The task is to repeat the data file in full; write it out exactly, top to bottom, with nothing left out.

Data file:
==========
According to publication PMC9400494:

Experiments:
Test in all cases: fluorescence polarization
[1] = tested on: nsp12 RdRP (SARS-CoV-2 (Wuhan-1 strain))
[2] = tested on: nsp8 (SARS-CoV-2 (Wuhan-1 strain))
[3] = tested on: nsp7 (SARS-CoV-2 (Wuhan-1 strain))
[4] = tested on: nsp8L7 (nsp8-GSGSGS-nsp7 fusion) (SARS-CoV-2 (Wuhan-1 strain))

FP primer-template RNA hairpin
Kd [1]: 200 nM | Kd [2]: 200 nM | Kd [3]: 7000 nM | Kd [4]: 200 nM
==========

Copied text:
According to publication PMC9400494:

Experiments:
Test in all cases: fluorescence polarization
[1] = tested on: nsp12 RdRP (SARS-CoV-2 (Wuhan-1 strain))
[2] = tested on: nsp8 (SARS-CoV-2 (Wuhan-1 strain))
[3] = tested on: nsp7 (SARS-CoV-2 (Wuhan-1 strain))
[4] = tested on: nsp8L7 (nsp8-GSGSGS-nsp7 fusion) (SARS-CoV-2 (Wuhan-1 strain))

FP primer-template RNA hairpin
Kd [1]: 200 nM | Kd [2]: 200 nM | Kd [3]: 7000 nM | Kd [4]: 200 nM